Martin Luther King, Jr. (born in 1929) was a leader in American civil rights for 13 years. Through nonviolent protest, he helped to promote racial equality in the United States from December 1955 until his assassination on April 4, 1968.
Later in 1968, Dr. King's wife, Coretta Scott King, founded the Martin Luther King, Jr. Center for Nonviolent Social Change. Mrs. King dedicated the center as a "living memorial" to continue Dr. King's work of addressing social ills around the world.
Dr. King's accomplishments and his teachings, which drew on the Bible and the teachings of Mahatma Gandhi, are studied by scholars and students internationally. Public facilities around the world bear his name, showing his profound impact. In addition:
In 1968, shortly after Martin Luther King died, a bill was introduced in Congress to make his birthday a national holiday. The bill was not voted into law at that time, but its passage became an ongoing campaign. After 15 years and a supporting petition with six million signatures, Ronald Regan signed the King holiday bill into law.
Because his January 15th birthday was so close to other national holidays, the law set the date of celebration as the third Monday in January rather than the actual date of the 15th. Martin Luther King Day was first observed in 1986. By the year 2000, every state observed it as a national holiday.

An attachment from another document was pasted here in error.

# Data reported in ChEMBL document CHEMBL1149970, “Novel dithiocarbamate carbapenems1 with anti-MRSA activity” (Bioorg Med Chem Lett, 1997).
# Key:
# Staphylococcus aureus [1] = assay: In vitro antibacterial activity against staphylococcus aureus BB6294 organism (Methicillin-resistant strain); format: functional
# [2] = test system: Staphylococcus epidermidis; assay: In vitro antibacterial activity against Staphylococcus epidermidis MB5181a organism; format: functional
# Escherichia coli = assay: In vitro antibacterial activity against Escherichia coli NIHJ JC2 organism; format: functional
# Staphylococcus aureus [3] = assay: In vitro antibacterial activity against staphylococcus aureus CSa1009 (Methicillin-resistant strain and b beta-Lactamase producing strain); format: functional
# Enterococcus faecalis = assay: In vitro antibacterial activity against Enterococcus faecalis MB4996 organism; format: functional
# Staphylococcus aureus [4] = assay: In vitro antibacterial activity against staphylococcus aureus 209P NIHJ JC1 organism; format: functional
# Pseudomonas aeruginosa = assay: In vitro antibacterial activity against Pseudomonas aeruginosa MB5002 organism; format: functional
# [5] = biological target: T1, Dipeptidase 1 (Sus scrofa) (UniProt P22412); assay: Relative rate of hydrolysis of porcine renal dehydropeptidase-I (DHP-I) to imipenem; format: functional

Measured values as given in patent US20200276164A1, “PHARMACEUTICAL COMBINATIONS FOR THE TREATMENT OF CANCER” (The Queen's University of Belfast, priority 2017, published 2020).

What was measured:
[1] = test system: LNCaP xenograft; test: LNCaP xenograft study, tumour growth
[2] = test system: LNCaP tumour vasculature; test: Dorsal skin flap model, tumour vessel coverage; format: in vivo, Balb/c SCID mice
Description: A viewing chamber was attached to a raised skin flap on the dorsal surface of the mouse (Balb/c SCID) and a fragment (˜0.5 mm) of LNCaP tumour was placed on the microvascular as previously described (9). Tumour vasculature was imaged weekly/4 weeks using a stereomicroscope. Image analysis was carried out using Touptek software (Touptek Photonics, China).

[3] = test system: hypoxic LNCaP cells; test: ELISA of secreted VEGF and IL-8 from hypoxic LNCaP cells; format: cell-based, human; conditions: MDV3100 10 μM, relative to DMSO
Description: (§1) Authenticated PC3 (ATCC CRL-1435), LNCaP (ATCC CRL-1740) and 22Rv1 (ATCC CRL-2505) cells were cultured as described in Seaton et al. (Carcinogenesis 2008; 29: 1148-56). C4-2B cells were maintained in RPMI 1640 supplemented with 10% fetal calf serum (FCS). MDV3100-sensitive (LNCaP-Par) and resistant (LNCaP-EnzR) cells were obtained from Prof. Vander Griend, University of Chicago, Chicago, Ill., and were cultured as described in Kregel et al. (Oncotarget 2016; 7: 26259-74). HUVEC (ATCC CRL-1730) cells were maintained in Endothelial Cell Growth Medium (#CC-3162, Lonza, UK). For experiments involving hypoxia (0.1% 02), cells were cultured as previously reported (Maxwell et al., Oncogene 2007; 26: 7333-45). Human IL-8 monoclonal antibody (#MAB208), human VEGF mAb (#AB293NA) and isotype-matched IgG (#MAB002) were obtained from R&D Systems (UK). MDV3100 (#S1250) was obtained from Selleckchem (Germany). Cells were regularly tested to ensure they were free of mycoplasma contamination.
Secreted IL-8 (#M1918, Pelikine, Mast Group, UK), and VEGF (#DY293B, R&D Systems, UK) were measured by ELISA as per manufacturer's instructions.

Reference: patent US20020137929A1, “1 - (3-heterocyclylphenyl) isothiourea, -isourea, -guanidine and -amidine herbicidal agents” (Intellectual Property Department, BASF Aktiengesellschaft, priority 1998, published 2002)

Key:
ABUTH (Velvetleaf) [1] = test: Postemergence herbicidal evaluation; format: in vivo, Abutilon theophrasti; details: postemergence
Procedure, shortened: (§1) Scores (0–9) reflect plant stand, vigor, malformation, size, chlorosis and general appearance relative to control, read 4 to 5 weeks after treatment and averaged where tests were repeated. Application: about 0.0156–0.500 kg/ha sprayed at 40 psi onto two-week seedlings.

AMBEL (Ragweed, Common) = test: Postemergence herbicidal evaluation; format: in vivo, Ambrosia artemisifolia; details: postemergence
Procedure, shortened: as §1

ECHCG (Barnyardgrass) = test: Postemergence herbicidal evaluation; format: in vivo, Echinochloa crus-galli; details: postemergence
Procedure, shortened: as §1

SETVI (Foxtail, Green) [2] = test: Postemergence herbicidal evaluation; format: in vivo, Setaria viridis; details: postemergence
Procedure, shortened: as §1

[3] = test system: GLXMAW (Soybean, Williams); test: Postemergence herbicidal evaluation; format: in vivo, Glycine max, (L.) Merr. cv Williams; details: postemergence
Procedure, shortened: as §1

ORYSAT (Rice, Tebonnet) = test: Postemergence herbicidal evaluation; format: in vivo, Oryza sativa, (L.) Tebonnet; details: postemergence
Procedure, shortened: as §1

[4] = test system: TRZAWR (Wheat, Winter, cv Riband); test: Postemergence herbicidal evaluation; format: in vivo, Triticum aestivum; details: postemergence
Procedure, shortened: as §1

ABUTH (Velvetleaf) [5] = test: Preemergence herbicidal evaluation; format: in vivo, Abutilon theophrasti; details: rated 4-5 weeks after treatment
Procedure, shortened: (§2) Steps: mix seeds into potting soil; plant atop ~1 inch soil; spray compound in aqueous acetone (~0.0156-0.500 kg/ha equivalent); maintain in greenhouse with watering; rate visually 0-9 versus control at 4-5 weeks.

Because the Birthday of Martin Luther King, Jr., is a relatively new federal holiday, there are few longstanding traditions. Some educational establishments mark the day by teaching about King's work and the ongoing struggle against racism.
Though named in the law as "Birthday of Martin Luther King, Jr.," this holiday is also known by other names like "Martin Luther King Day." In some states, Dr. King's birthday is combined with other days, such as Civil Rights Day, Human Rights Day, and Robert E. Lee's birthday.
In 1994, Congress designated the Martin Luther King, Jr. federal holiday as a day of service. This is the only federal holiday observed as a national day of service—"a day on, not a day off."
Businesses and local governments can honor Dr. King by encouraging their employees to serve their communities. On this day, people of different races should work together in citizen action groups to address serious social needs.
Turn to the Black history pages to see Congressional Gold Medals that have been awarded to these civil rights leaders, who lived at the same time as Dr. King:
Travel in the Time Machine to visit Montgomery, Alabama, in 1956. There you'll experience the bus boycott for civil rights and learn about many more leaders in this struggle.
Here are some related activities you can use in your classroom.